Also using too much information is not a good thing. (don’t require scrolling because your customers won’t read it)

Appropriate level of technical details: Don’t use jargon; keep technical info to a minimum; provide a link to more information since people who want technical info will seek it out.

Communication Solutions:

Be simple and direct. Shorter stories are usually easier to write.
Make sure the story and it’s language are appropriate to your audience
How important is IT to the story? Establish what is need to know versus nice to know. How much technology needs to be in the story? Just because you’re an IT professional doesn’t mean you need to load your story up with technology details. You don’t need to impress people even if you are not an IT person with your knowledge of technology. Sometimes less is more and simple is better.
Accentuate the positive. Don’t need to say email will be down because you are replacing an antiquated, out of warranty server. Tell them “we are installing a new, improved state of the art e-mail server for your convenience. Make your message benefit based-- tell them the benefit they will recognize as a result of the service. You will get more consideration and understanding if they see a meaningful improvement following an inconvenience.
Keep a positive focus; do not be overly apologetic.
Use multiple channels for sharing information. One story is often not enough; may need to tell it multiple times or different stories to different audiences. Share your story in different formats, e mail, newsletter, post card, fax, (often ignored with the advent of e-mail—don’t!)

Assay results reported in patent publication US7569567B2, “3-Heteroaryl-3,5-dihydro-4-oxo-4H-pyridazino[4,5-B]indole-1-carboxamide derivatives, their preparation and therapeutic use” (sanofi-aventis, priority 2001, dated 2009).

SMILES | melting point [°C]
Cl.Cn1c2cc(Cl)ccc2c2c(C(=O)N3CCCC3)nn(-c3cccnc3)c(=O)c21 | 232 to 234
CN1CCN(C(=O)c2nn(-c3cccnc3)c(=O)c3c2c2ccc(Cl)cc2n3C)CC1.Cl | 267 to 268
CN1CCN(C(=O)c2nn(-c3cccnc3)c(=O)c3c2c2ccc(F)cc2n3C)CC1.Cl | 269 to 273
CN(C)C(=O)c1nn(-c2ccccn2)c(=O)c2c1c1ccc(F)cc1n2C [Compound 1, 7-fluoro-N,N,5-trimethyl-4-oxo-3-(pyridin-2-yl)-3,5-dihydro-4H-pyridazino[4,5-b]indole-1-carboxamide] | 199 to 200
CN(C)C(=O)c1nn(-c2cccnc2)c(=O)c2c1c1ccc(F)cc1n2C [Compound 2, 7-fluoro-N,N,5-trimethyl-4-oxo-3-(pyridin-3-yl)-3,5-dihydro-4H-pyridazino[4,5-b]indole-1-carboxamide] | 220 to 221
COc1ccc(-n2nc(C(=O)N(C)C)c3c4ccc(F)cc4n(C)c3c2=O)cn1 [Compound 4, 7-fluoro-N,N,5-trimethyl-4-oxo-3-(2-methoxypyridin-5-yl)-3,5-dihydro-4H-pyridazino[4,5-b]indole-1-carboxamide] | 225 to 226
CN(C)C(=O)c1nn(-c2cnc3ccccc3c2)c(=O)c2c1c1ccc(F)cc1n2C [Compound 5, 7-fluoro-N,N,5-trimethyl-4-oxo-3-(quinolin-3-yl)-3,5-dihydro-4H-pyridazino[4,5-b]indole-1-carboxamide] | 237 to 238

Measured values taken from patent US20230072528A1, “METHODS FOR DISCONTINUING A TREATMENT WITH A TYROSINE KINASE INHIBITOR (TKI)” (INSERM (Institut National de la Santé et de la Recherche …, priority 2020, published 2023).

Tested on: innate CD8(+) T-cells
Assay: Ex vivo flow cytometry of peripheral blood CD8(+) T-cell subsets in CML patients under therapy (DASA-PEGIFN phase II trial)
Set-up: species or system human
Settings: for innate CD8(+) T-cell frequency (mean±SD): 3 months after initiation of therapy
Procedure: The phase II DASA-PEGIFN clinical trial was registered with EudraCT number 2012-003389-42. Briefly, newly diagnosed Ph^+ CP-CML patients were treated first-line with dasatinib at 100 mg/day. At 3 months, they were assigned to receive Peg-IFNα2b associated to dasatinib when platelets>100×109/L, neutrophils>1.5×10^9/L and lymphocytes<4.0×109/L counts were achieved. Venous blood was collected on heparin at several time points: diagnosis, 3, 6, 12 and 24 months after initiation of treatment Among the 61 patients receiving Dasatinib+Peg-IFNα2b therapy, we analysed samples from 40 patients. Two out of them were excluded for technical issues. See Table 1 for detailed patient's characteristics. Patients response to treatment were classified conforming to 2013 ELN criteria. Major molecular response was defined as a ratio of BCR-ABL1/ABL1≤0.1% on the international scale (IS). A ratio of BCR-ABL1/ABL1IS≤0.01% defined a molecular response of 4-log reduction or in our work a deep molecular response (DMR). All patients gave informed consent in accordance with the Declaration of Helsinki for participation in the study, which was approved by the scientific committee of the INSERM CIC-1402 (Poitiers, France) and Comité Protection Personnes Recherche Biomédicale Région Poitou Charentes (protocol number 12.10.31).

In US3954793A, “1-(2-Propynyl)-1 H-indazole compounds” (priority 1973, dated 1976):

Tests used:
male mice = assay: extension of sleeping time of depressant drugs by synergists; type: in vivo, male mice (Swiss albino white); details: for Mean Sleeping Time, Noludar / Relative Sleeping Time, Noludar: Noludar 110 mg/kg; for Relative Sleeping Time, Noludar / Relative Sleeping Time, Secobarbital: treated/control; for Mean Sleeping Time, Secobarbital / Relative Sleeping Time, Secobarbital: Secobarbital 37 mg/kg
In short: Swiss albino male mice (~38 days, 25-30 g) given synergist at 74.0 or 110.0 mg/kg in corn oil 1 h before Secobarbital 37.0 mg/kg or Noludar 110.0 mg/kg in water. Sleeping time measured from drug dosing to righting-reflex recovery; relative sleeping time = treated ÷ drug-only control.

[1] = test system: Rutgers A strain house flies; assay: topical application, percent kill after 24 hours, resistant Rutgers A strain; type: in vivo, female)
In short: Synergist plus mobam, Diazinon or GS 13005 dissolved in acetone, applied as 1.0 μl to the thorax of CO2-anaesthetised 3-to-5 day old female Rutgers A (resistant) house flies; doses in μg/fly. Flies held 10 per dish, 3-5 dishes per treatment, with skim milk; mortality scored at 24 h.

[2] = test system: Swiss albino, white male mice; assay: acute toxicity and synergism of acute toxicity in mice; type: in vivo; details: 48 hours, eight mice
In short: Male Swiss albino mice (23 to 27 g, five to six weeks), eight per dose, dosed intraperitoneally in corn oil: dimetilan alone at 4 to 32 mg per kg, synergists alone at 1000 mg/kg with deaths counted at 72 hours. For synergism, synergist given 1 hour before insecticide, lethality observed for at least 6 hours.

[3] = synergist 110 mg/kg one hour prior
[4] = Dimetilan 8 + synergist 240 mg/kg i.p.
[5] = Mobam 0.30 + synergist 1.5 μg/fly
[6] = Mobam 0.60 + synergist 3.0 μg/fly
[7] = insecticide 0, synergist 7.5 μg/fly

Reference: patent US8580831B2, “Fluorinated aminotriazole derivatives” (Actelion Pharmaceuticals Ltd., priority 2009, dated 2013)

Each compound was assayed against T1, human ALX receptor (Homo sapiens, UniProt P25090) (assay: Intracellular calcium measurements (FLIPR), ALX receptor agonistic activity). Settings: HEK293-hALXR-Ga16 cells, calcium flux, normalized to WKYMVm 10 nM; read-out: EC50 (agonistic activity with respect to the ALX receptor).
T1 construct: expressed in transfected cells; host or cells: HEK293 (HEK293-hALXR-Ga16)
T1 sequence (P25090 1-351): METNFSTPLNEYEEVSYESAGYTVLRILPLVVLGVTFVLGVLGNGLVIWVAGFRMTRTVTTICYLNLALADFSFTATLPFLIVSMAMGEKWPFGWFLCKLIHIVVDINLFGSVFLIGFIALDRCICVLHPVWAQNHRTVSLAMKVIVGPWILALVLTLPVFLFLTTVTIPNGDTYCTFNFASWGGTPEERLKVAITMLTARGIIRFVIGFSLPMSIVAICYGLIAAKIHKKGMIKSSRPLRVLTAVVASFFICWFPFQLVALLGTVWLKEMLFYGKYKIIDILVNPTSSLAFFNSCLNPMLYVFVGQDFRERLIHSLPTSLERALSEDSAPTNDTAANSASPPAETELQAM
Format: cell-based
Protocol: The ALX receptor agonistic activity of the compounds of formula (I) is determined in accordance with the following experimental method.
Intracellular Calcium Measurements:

Good communication is everyone’s responsibility.

Framework of your communication for technology challenges which are going to happen because it’s a good day when technology works.
If it’s a technology challenge:

We know there is a problem.
We have a solution.
Here’s when we will fix it.
Here’s what you need to do
Here’s where to go for more information

Here are your resources to help you:
1. Colleagues: at home and other institutions
2. Your customers
Try communications on a few of them to see how it works before you send it.

Proactive suggestions for technology stories:

Take opportunities to make your customers look good for instance when one of your customers starts a newsletter, sets up Face Book or My Space or starts their own Social Networking Group. How about telling their stories briefly as an addendum to your story?

How about starting a Student Advisory Board—get some students to sign on with you as advisors and meet with them monthly during the semester. Students are always looking to update their resumes and being on an advisory board makes him look good. Ask t hem what are the IT issues they think are important and want to talk about this year? Don’t want just the folks who are IT knowledgeable to give you input.

This blog post can be reproduced in its entirety with the following information: © Joanne Quinn-Smith, Monday Morning Marketeer 412-628-5048 Listen at:

No comments: